It was my first day getting cavities filled. I have grown up thinking I have perfect teeth. This is what the dentist tells me every time I visit them. I apparently had teeth that make dentists hyperventilate. Last cleaning (4 weeks ago) was no different. My X-rays were perfect. They couldn't see anything that looked bad. And then they got out this little light defraction/laser/ray gun device and held it to each tooth. In the end, they decided all of my sealants had to come off, and maybe there was a little bit of decay hiding under one of them. Ha. Or, as it turns out, I have five cavities that my friend Student Dentist Mark found for me yesterday. I went from no cavities to five. But, I am good with pain, and the cavities were shallow, so I avoided novacaine. I may have made some unhappy noises in the process, but I was not really feeling the whole slurred speech, drooling on myself thing. Anyway. My teeth are fixed now, but I'm still kind of pouty about the whole experience. I liked having perfect teeth.

It was also my first day realizing I really like violent movies. Not all violent movies, but I really enjoy a particular type of violence. We saw Watchmen last night. It was...okay. Really good at times, reeeallly slow at others. And I realize that the point of Doc Manhattan is that he's detached from humanity to some extent, but I spent a lot of the movie wanting to slap him across his serene face. I do love the whole Ozymandias, King of kings concept, so that worked for me. What really worked for me though, was the bloodshed. There's some pretty graphic, stomach turning stuff...and I liked it. Then, looking back, I realized that I also really liked the violence in Kill Bill and Eastern Promises. It's this specific kind of basic, almost arty, realistic violence that maybe appeals to the trauma surgeon in me? I'm not sure. Also, as a sidenote, there's a reasonably extensive sex scene in the movie that a couple of people walked out on. I'm sorry, you're fine with that extreme level of violence, but some consensual, adult sex is too much for you? That's messed up.

Also, two days ago was my first time wielding an embossing gun. Awesome! I'll try to get some pictures of my work when the light is better. (Also, for those of you wondering, the embossing was on invitation related paper goods, and the invitations are rapidly making it towards their goal of being mailed.)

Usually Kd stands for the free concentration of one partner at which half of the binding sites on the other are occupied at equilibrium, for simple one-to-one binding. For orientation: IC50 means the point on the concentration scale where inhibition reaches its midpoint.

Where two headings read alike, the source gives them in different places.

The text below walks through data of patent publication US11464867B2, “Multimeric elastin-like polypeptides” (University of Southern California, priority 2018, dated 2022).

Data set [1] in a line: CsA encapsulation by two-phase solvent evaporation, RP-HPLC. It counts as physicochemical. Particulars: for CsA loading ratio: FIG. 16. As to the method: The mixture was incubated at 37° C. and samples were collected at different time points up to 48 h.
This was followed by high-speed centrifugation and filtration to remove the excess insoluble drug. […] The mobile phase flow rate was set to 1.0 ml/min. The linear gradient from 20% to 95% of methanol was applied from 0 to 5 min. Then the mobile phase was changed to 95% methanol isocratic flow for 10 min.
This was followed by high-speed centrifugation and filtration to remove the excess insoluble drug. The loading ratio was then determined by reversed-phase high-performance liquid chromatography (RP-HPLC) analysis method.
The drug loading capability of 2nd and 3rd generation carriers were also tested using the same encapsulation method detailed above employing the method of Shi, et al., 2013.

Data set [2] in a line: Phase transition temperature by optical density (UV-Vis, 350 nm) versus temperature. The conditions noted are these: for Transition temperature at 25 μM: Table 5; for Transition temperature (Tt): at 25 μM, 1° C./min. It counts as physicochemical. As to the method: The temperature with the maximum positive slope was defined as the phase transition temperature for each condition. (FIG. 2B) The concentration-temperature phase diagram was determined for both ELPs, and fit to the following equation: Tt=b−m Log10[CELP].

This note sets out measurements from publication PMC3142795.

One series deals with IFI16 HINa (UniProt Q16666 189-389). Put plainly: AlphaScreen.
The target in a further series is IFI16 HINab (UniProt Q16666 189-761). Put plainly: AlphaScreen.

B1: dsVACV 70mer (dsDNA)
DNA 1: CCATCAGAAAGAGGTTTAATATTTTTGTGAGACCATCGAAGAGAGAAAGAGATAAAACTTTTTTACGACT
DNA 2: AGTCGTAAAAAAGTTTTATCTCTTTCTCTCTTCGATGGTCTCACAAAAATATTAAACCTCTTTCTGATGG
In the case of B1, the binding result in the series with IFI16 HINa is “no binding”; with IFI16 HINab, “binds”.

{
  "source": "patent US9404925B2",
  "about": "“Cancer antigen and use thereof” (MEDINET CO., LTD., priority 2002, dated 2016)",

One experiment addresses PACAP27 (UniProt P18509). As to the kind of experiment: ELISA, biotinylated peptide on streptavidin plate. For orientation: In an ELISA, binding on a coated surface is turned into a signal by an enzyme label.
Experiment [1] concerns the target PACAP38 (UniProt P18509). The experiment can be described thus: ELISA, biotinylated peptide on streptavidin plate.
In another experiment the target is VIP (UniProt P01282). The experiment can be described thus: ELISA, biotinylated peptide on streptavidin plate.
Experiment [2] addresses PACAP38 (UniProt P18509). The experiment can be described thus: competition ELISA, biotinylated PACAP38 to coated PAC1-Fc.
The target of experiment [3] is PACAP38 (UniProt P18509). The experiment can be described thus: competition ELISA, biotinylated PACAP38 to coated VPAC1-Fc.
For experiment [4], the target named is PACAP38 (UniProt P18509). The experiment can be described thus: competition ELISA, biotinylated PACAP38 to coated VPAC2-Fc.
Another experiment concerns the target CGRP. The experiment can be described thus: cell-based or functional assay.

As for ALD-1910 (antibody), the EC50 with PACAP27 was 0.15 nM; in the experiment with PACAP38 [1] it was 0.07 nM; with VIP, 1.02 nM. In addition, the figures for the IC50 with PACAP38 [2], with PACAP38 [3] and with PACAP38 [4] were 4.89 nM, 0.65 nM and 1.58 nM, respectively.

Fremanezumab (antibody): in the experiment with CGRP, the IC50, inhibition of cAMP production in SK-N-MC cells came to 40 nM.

Sunday, March 1, 2009

Oh, hi

Right. Blog.

So, part of my absence is not my fault. The stuff I really want to talk about is residency and my rank list and things that I really could not talk about until everyone's rank lists were in (2/25/09). That's not to say I couldn't have been blathering about other things to fill the time. Right.

Somehow, Brandon and I managed to figure out our program ranks in a way that has left us both pretty pleased. We find out where we match on March 19 (18 days! count 'em down!), and we're trying to focus on other things until then. But we're already kinda planning a little bit of a life in our #1 city. Not that we're getting our hopes up. Really.

It took me a while to come to peace with our decisions. The program we're ranking #1 is, um, posh. Really posh. So posh that it makes me maybe a little uncomfortable. There's a tiny bit of me that feels like a sell-out. But. It is remarkable training, and residency is something you only get to do once. And there's an attending I'm working with right now who trained at this hospital (different field), who is, well, quite posh. Fabulous outfits, perfect makeup, pointy shoes. But she also runs the clinic at the women's homeless shelter downtown and the HIV outreach programs. She is someone who trained posh, works in a posh institution, and is using that power (and money) to do a lot of good. She's got it both ways. Seeing that last week helped me feel more comfortable with my decision.

On a totally unrelated note (ahem), I went to Chicago two weeks ago with a two women from my knitting group. We had a ridiculous amount of fun. I may have spent an obscene amount on yarn, buttons, and paper goods. Traveling with fellow knitters is risky. It's been a while since I've gone on a trip with just women. We had so much fun we decided to try to do another trip, this time at a state park, to continue the excellent female bonding. I'm voting for Hocking Hills, the state park of my childhood (they have a zip line now...oooo....).

And, in an effort to keep with the pictures: knitting!

Here's that beret, now on my head instead of on the coffee table. I still feel kind of silly wearing a beret, but I like it.
New FO! Delicato mitts from KnitSpot, knit on US1s with Knit Picks Gloss. I lost one of my Hurry Up Spring mitts, needed new mitts, knit these, and then found the mitt I'd lost. Right now, I love these best.
And this is a silly little box. It's just a bunch of odds and ends knit together and felted. It's one of those Felted Boxes from Mason-Dixon. Since it's a bunch of different yarns, it didn't exactly felt perfectly, but it holds things. Things like my keys and hospital ID. Functional.
I'm almost done with the sleeves on Brandon's cardigan. And then blocking and sewing and the collar and the zipper. And then you know I'll make him model for you.

Tuesday, February 10, 2009

So ready...